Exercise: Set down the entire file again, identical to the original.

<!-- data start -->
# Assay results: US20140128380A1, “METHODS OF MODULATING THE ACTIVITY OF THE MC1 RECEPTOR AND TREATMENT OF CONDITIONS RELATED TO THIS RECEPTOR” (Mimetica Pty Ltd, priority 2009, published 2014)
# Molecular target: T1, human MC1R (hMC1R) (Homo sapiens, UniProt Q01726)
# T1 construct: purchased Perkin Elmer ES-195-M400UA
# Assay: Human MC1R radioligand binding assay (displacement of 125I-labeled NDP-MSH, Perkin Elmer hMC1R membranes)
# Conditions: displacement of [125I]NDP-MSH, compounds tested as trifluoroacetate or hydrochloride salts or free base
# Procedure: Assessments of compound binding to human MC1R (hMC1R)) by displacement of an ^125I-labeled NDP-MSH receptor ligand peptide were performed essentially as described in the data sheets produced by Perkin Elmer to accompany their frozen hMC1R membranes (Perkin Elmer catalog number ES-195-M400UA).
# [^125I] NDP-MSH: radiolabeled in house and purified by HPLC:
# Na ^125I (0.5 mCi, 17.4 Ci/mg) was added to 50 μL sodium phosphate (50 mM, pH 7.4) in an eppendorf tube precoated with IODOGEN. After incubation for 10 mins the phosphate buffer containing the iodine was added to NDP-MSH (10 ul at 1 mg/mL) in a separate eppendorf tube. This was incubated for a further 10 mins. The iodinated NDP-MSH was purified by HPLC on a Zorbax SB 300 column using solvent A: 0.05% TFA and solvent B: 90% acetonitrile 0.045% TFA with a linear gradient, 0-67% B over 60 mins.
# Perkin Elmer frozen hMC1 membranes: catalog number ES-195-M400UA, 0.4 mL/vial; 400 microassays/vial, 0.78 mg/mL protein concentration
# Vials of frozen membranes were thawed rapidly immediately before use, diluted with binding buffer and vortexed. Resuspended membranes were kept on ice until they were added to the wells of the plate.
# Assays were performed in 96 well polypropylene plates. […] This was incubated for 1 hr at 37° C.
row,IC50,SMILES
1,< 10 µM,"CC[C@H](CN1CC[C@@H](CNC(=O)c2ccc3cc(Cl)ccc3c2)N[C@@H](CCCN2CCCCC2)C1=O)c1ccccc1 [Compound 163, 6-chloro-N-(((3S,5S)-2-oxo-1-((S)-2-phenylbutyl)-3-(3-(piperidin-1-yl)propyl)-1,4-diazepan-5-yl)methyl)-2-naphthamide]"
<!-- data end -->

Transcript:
# Assay results: US20140128380A1, “METHODS OF MODULATING THE ACTIVITY OF THE MC1 RECEPTOR AND TREATMENT OF CONDITIONS RELATED TO THIS RECEPTOR” (Mimetica Pty Ltd, priority 2009, published 2014)
# Molecular target: T1, human MC1R (hMC1R) (Homo sapiens, UniProt Q01726)
# T1 construct: purchased Perkin Elmer ES-195-M400UA
# Assay: Human MC1R radioligand binding assay (displacement of 125I-labeled NDP-MSH, Perkin Elmer hMC1R membranes)
# Conditions: displacement of [125I]NDP-MSH, compounds tested as trifluoroacetate or hydrochloride salts or free base
# Procedure: Assessments of compound binding to human MC1R (hMC1R)) by displacement of an ^125I-labeled NDP-MSH receptor ligand peptide were performed essentially as described in the data sheets produced by Perkin Elmer to accompany their frozen hMC1R membranes (Perkin Elmer catalog number ES-195-M400UA).
# [^125I] NDP-MSH: radiolabeled in house and purified by HPLC:
# Na ^125I (0.5 mCi, 17.4 Ci/mg) was added to 50 μL sodium phosphate (50 mM, pH 7.4) in an eppendorf tube precoated with IODOGEN. After incubation for 10 mins the phosphate buffer containing the iodine was added to NDP-MSH (10 ul at 1 mg/mL) in a separate eppendorf tube. This was incubated for a further 10 mins. The iodinated NDP-MSH was purified by HPLC on a Zorbax SB 300 column using solvent A: 0.05% TFA and solvent B: 90% acetonitrile 0.045% TFA with a linear gradient, 0-67% B over 60 mins.
# Perkin Elmer frozen hMC1 membranes: catalog number ES-195-M400UA, 0.4 mL/vial; 400 microassays/vial, 0.78 mg/mL protein concentration
# Vials of frozen membranes were thawed rapidly immediately before use, diluted with binding buffer and vortexed. Resuspended membranes were kept on ice until they were added to the wells of the plate.
# Assays were performed in 96 well polypropylene plates. […] This was incubated for 1 hr at 37° C.
row,IC50,SMILES
1,< 10 µM,"CC[C@H](CN1CC[C@@H](CNC(=O)c2ccc3cc(Cl)ccc3c2)N[C@@H](CCCN2CCCCC2)C1=O)c1ccccc1 [Compound 163, 6-chloro-N-(((3S,5S)-2-oxo-1-((S)-2-phenylbutyl)-3-(3-(piperidin-1-yl)propyl)-1,4-diazepan-5-yl)methyl)-2-naphthamide]"